Cornichons (pronounced "KOR-nee-shons") are small pickled gherkins — in other words, tiny pickles. Their tart, mildly sweet flavor makes them the perfect condiment or garnish to serve with classical chartcuterie items like pâtés, terrines, and cured sausages and the like.
Referring to them as a garnish or condiment, however, does not effectively convey how absolutely essential they are to a standard charcuterie plate, like the one pictured here which features liver pâté, pork rillettes, garlic sausage, cured ham and country-style boar terrine.
All of these items are extremely rich and salty, and without a decent-sized piece of cornichon in each bite, your palate would swiftly be overwhelmed.
I was able to finish the platter pictured here, but only by carefully rationing my cornichon intake. If it were up to me, I'd want half a cornichon in every bite of charcuterie. They're pretty small, as you can see, and there weren't nearly enough on this plate.
Cornichons are made by starting with a particular variety of gherkins that are smaller than the kinds we usually buy at the supermarket, and then picking them when quite young so that they're only an inch or two long.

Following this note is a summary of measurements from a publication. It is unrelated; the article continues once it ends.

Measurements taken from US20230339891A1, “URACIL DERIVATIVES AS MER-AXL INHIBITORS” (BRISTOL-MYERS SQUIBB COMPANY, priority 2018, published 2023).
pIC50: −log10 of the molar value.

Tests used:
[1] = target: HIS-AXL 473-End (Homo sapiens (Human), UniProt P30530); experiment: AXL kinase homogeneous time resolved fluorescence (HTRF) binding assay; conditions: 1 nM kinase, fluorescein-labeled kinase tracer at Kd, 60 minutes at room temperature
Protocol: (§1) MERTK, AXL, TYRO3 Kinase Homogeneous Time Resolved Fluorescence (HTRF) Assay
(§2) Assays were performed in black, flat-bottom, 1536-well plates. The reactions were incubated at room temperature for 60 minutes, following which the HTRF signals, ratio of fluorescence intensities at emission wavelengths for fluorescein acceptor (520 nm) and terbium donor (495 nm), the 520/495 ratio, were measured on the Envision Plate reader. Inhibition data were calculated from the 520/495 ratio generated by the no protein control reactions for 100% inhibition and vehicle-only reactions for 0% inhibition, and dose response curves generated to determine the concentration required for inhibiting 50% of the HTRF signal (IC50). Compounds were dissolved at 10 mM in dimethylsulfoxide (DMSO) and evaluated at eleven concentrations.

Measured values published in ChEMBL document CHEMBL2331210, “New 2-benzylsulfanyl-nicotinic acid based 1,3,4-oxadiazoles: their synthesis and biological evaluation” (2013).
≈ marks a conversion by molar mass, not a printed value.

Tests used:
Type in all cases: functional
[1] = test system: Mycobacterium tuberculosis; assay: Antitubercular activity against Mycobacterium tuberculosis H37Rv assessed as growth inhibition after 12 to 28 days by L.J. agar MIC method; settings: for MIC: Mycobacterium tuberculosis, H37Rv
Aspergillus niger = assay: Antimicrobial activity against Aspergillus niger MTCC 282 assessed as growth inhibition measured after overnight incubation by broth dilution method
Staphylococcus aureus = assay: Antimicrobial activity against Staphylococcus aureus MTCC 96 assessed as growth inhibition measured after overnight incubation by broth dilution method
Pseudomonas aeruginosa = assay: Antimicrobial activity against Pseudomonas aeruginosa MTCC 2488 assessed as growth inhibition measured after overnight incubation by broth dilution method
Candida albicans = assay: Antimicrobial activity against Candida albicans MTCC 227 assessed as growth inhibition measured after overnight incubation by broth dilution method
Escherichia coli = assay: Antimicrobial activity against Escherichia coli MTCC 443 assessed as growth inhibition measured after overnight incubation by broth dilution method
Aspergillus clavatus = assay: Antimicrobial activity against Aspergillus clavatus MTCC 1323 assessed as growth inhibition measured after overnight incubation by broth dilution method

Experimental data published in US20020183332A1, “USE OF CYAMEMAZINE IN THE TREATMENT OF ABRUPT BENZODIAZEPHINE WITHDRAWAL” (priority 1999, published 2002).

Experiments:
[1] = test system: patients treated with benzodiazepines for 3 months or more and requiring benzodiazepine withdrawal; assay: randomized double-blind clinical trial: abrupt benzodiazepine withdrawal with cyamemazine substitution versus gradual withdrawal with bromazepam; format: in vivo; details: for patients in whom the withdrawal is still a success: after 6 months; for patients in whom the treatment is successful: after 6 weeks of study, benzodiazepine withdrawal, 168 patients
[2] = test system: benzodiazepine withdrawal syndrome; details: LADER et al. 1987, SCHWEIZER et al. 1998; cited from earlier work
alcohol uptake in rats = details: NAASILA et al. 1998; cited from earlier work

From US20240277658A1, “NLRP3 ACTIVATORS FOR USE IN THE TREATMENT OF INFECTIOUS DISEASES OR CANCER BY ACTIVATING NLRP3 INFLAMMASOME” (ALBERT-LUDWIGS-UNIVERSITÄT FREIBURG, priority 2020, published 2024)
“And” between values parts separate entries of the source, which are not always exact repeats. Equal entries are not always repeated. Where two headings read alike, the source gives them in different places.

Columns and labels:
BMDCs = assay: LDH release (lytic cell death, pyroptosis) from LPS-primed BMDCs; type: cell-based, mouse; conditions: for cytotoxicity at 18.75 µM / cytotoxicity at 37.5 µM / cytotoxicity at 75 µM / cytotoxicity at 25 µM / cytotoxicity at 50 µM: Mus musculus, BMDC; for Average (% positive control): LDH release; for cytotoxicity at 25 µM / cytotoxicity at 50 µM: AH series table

After curing them in salt overnight, which helps draw out some of the liquid, the gherkins are then immersed in vinegar overnight again. Then the vinegar is brought to a simmer, then cooled, and the gherkins and the vinegar are then sealed into jars along with herbs and aromatics such as tarragon, cloves, bay leaves, thyme, and pearl onions.
There's a similar curing method using the same ingredients that does not involve simmering the gherkins, and the result is a firmer, crisper cornichon.
Many recipes incorporate chopped cornichons, including beef stroganoff and steak tartare, as well as various cold salads like egg salad or potato salad.
Cornichons complement pork dishes, such as grilled pork chops, and are often included in sauces for pork.
The gribiche sauce is a cold sauce made with a base of mashed boiled egg yolk mixed with oil and vinegar, similar to the way mayonnaise is made, only using boiled egg yolk rather than raw. The egg whites are julienned and then mixed into the final sauce, which is served with with lobster and crayfish.